Linus Pauling: Scientist, Activist, Entertainer

Linus Pauling and Robert Corey examining models of protein structure molecules. approx. 1951.

Linus Pauling and Robert Corey examining models of protein structure molecules. approx. 1951.

“Linus came and gave a fabulous talk at the medical school. An enormous mob of people was there to hear him tell the whole story of molecular biology…and there was such a huge crowd that the hotel that he was to give it in couldn’t deal with it, so it moved next door…It was a big church next door and I got to hear Linus talking in the pulpit. There, it was magic.
- Dudley Herschbach, “Linus Pauling as an Evangelical Chemist.” The Scientist as Educator and Public Citizen: Linus Pauling and His Era. 2007.

Linus Pauling was known for his quick wit and ever-present sense of humor. His lectures were filled with jokes and stories, and his astounding knowledge, combined with his charismatic personality, made him famous as a public speaker.

Only a lucky handful of his audience members ever experienced that same charisma one-on-one with Pauling. Ken Hedberg, a doctoral graduate from Caltech, and now an OSU chemistry professor emeritus, recalls one particular incident with Pauling:

“Graduate students at Caltech were, as a group, in awe of Linus Pauling, who had a tendency to pad through Gates and Crellin (the building which comprised the site of the chemistry department) in his house slippers on Saturday morning. I felt this way one Saturday when he walked into my office, sat down and put his feet up on the adjoining desk, and said, “How are things going?” As it happened, they were going pretty well and I was just a bit relieved when he stood to go without asking me any penetrating questions. Then he noticed a key chain on my desk which had attached to it a small device consisting of an eyepiece with a lens containing a photograph which could only be viewed by looking directly into it against a strong light. The photograph was that of a beautiful girl, completely naked, standing on a large black rock in the middle of a rushing mountain stream. Pauling picked up the device and clapped it to his eye. “Hmmm,” he said, “Basalt.” And he walked out without another word. I was stunned, and had to look for myself for I had never noticed the rock. I think it was then that I first realized what a wonderful sense of humor Linus Pauling had, and what a showman he could be even on a small scale.”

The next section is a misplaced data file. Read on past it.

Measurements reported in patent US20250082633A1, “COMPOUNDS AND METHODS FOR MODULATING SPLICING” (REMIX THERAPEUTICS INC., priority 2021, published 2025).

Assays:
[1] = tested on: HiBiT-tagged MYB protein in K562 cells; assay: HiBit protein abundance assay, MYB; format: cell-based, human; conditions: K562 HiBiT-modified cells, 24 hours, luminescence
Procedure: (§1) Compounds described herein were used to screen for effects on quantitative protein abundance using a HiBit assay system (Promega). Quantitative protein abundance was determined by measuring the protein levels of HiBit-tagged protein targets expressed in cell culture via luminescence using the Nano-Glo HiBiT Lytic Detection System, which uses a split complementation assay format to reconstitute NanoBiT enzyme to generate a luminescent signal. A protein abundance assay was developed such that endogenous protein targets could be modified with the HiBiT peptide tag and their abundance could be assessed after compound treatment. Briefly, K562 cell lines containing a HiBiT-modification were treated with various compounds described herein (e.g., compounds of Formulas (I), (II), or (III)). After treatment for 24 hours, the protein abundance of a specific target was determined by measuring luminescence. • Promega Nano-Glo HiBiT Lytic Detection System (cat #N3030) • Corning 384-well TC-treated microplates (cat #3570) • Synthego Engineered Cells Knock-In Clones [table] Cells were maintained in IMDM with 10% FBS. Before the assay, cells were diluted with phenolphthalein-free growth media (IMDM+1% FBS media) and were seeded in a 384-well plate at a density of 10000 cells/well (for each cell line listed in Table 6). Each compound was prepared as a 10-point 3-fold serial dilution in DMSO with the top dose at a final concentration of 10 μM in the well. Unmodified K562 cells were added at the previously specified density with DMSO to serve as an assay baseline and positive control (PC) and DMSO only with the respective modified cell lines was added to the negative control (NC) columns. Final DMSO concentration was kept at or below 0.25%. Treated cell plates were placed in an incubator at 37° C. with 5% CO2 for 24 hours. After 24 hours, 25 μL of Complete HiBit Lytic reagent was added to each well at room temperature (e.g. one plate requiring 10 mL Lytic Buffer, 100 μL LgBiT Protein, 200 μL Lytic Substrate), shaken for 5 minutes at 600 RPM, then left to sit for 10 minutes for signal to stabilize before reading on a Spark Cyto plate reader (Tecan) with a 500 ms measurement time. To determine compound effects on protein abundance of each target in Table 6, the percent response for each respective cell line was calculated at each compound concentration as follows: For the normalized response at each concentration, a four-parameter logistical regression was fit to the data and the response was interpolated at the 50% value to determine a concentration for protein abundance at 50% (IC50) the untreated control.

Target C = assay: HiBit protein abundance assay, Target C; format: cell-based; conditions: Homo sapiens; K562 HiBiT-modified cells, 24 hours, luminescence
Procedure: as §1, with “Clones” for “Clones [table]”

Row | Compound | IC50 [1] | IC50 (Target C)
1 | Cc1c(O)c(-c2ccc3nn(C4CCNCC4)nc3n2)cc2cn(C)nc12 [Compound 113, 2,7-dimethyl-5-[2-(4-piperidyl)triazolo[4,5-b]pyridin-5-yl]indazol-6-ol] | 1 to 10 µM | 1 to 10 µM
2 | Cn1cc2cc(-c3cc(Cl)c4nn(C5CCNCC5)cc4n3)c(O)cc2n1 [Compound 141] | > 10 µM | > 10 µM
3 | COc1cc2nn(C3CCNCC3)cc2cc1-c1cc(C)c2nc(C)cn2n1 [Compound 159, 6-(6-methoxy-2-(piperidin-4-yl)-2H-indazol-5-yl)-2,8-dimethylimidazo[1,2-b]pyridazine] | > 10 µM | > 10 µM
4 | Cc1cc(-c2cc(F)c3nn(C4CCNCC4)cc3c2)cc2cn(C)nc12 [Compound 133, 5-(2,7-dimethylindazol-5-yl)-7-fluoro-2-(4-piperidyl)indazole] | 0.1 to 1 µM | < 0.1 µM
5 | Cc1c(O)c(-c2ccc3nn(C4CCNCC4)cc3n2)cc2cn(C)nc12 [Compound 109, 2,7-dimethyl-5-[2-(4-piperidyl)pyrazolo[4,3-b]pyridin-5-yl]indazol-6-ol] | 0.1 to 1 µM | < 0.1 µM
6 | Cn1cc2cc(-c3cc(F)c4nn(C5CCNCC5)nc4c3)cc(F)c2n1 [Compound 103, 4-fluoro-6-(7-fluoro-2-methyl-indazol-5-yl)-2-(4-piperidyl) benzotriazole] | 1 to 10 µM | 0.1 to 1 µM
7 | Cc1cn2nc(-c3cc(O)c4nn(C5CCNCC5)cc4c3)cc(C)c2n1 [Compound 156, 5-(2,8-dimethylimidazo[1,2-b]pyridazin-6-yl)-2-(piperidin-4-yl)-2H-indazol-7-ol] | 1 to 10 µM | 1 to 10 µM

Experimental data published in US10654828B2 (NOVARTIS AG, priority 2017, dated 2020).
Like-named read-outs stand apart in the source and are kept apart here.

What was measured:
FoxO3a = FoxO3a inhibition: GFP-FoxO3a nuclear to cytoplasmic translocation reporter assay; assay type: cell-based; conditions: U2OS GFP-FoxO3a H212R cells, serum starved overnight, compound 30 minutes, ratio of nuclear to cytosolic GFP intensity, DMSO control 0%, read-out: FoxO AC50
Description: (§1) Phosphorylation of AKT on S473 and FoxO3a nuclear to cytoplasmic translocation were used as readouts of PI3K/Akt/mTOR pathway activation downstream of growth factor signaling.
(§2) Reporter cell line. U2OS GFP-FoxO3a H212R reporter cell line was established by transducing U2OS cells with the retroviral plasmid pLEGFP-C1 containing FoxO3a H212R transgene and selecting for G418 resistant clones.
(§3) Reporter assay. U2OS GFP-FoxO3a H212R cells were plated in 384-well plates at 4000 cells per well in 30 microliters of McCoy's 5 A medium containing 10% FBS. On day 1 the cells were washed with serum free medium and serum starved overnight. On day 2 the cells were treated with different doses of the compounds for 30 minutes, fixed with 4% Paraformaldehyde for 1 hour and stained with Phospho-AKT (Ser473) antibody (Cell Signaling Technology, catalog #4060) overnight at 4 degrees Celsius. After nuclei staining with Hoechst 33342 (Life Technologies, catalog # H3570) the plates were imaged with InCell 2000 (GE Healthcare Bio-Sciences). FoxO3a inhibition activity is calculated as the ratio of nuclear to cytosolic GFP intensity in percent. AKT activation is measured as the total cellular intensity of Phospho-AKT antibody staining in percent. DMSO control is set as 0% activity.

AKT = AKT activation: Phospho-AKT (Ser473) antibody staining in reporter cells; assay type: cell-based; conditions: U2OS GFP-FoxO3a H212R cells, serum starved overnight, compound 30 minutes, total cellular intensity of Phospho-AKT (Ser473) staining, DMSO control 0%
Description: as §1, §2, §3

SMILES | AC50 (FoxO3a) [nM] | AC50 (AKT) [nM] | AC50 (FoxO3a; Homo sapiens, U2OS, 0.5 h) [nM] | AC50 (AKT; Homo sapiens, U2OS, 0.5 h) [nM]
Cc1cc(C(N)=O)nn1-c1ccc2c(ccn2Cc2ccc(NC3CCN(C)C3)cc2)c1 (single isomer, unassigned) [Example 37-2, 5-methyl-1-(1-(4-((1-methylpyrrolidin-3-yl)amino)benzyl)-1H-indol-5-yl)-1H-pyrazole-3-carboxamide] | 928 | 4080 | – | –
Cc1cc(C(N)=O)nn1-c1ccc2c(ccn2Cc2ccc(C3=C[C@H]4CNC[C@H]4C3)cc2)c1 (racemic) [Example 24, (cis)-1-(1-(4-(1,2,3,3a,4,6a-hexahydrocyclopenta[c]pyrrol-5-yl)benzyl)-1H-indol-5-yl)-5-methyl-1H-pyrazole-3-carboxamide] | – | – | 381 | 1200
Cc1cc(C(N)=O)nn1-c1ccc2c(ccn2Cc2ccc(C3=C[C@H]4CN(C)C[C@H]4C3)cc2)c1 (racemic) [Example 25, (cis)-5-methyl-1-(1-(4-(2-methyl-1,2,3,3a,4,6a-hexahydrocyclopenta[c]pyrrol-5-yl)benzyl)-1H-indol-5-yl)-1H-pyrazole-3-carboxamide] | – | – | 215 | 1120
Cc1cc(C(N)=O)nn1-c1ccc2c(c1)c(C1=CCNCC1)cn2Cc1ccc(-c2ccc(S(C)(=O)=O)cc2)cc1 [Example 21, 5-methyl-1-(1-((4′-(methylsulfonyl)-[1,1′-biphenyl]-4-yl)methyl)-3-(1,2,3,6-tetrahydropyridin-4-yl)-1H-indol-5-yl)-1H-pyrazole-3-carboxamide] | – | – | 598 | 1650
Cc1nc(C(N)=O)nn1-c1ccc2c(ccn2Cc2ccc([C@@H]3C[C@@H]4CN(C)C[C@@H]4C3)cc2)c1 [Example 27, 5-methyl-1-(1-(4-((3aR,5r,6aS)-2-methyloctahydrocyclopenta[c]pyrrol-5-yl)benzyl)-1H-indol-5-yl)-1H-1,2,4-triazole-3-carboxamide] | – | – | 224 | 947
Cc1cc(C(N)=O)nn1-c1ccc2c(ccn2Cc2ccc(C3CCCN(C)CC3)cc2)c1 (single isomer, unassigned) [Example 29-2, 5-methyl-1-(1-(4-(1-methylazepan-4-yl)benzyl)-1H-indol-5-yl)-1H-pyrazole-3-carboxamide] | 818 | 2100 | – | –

(Ken Hedberg 1995, as quotes in Mead, Clifford and Thomas Hager. Linus Pauling: Scientist and Peacemaker. Corvallis: Oregon State University Press, 2001. 243.)

Stories such as this abound in the biographies of Linus Pauling. His sense of humor and his enthusiasm were widely-regarded as an invaluable part of his teaching style.

For more “facets of Linus Pauling,” check out Linus Pauling: Scientist and Peacemaker, now available in paperback from Oregon State University Press.

For more information on Pauling the educator, visit the website “The Scientist as Educator and Public Citizen,” a conference devoted to the Pauling legacy. In particular, “Linus Pauling as an Evangelical Chemist,” a lecture by Dudley Herschbach that focuses on Pauling’s flair for showmanship, can be found here.

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